Overheard

Mayor Steve Benjamin on how investing in infrastructure is crucial to job creation

Innovators share ideas with WorkingNation Overheard at the Milken Institute Global Conference 2021
By Laura Aka
October 18, 2021

Mayor Steve Benjamin of Columbia, South Carolina is proud that his administration has created a pathway to careers during his nearly 12 years in office. “Our greatest contribution to the city has probably been our investment in the infrastructure and the jobs created as a result of it. Not just infrastructure—taking advantage of the low cost of capital offered by the markets the last decade or so—but also our investment in green infrastructure, building infrastructure that lasts the test of time.”

WorkingNation sat down with Mayor Benjamin at the Milken Institute Global Conference 2021 in Beverly Hills as part of our #WorkingNationOverheard interview series. With Charting a New Course as the guiding theme, thought leaders and innovators shared ideas about the changing economy, jobs, education, tech, philanthropy, and more.

“We were able in the wake of the 1,000-year flood in 2015—the greatest natural disaster we had in our city’s history—to pass the green bond. The largest and maybe only stand-alone storm water green bond in the history of the country that was certified green by the Climate Bonds Initiative.”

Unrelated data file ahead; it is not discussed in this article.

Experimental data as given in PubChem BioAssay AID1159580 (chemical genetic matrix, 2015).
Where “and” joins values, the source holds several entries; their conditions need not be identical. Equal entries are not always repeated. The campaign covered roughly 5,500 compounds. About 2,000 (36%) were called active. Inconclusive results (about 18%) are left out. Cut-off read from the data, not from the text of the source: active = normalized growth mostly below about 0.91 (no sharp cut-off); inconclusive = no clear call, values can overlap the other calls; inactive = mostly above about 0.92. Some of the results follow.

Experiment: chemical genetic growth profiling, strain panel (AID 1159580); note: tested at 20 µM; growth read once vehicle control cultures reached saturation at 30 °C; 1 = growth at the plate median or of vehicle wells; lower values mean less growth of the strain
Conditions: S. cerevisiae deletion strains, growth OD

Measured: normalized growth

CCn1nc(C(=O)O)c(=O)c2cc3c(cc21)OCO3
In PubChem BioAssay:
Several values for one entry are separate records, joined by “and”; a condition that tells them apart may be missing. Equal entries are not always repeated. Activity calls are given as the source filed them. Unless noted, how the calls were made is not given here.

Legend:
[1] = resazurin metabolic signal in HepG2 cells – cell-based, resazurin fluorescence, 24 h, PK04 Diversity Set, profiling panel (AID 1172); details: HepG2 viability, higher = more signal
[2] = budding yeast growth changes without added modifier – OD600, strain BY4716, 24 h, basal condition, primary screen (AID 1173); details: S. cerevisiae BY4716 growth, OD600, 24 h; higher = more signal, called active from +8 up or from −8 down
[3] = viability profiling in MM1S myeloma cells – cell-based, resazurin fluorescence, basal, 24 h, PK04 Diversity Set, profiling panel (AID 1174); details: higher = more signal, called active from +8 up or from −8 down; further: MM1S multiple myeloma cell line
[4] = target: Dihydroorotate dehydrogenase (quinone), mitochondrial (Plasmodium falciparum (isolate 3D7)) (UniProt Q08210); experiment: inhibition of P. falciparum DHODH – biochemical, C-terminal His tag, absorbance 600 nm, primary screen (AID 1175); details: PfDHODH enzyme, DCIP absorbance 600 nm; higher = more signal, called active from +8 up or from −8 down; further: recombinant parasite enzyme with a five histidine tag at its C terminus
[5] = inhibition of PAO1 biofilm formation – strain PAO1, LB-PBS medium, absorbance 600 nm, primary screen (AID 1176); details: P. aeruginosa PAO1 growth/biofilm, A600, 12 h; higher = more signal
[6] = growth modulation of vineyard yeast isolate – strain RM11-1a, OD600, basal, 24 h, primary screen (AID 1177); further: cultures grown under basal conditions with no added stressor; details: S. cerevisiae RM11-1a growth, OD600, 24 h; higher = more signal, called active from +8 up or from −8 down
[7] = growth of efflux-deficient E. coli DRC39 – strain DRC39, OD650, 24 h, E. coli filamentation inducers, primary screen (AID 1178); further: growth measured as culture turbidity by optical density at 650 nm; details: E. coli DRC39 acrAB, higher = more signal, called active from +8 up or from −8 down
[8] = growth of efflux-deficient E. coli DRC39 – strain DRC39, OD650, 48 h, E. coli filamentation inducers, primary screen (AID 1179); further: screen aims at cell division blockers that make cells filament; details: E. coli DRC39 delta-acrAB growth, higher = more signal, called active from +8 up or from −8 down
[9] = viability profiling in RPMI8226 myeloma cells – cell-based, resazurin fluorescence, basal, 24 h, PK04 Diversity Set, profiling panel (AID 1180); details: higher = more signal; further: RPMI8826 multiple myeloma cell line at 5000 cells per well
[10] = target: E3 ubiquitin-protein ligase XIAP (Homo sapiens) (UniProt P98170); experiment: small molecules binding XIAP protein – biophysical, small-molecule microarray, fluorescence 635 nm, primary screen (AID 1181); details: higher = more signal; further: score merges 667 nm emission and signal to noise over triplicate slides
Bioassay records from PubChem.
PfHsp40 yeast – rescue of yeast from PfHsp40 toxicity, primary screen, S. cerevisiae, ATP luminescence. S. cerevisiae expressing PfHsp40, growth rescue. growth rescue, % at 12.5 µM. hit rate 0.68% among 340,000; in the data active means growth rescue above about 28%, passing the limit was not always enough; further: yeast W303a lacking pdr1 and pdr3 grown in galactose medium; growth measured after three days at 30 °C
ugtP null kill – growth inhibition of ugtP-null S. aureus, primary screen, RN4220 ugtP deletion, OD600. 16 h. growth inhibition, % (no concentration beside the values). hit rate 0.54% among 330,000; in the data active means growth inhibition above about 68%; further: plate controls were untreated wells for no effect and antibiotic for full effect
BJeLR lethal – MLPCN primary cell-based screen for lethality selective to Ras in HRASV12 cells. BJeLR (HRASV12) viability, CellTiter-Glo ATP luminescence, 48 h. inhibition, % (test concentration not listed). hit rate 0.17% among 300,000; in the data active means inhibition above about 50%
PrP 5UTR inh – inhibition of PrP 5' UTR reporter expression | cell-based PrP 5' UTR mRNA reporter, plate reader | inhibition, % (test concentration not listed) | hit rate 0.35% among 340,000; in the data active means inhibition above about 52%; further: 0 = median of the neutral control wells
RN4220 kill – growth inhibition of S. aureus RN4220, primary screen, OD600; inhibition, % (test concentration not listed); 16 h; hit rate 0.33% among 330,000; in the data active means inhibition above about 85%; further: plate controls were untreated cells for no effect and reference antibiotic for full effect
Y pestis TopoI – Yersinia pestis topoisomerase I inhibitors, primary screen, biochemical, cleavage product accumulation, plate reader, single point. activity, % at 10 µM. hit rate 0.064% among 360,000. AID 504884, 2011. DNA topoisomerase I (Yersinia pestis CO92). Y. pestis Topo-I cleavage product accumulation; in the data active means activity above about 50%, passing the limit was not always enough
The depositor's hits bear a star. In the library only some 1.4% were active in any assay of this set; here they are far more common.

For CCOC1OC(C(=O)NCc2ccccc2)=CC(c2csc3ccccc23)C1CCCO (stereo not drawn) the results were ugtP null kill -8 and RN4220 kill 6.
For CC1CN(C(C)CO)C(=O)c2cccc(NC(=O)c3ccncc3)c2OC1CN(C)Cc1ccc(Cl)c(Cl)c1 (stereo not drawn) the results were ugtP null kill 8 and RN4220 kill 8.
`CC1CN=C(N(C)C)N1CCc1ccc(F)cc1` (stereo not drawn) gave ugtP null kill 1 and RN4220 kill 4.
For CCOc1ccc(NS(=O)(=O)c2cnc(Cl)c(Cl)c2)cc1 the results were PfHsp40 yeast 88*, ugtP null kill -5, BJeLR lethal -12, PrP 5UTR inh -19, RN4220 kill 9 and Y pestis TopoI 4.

That job creation has come with strong efforts to ensure a more inclusive workforce. Benjamin says, “We have a local preference policy putting local people to work utilizing national, international capital to support that growth.”

“You have to be very intentional to try and drive people into the sectors where there will be good jobs and high-paying jobs. We want more jobs. We want high-paying jobs and, if we’re lucky, jobs that also have benefits. We have a very good apprenticeship program in South Carolina, buy usually focused on advanced manufacturing. But (we’re) working closely with our technical college system, driving more and more men and women, particularly those who live in the two bottom quintiles of our economy, into construction jobs.”

Benjamin’s is in his third term and says he is not seeking re-election in November. He credits his time in office as giving his now-teenage daughters the opportunity to participate in and celebrate the American Dream. “What motivated me to run for mayor in the first place, and has served as my foundation in public life, is a recognition that so many children are not as fortunate as the Benjamin girls.”

“If we do what we’re supposed to do, then every child—regardless of where they are from, what zip code, what census track, regardless of who their parents are—will all have the same opportunity that my children have. While opportunity is not universal, talent is.”

Click here to learn more about Columbia, South Carolina.

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